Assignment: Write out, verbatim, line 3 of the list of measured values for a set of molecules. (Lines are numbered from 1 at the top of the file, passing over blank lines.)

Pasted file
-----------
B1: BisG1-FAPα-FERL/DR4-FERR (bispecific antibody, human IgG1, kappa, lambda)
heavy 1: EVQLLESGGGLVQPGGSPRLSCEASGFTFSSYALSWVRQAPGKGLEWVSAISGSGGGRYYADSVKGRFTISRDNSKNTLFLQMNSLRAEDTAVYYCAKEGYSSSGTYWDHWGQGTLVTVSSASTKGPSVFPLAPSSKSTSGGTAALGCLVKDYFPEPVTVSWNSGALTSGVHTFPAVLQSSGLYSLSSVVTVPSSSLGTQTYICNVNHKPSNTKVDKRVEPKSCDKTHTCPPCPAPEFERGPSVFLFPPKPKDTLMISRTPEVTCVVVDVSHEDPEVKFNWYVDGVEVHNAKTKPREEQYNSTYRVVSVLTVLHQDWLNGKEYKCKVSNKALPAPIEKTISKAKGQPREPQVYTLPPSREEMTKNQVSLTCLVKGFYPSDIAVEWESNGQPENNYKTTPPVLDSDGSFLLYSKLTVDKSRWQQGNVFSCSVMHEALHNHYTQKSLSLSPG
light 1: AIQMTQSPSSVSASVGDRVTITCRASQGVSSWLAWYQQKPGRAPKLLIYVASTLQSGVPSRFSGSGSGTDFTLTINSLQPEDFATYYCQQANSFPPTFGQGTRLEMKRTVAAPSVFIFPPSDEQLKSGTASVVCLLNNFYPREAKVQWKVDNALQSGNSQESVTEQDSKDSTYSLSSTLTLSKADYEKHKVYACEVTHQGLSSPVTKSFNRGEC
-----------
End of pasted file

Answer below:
light 1: AIQMTQSPSSVSASVGDRVTITCRASQGVSSWLAWYQQKPGRAPKLLIYVASTLQSGVPSRFSGSGSGTDFTLTINSLQPEDFATYYCQQANSFPPTFGQGTRLEMKRTVAAPSVFIFPPSDEQLKSGTASVVCLLNNFYPREAKVQWKVDNALQSGNSQESVTEQDSKDSTYSLSSTLTLSKADYEKHKVYACEVTHQGLSSPVTKSFNRGEC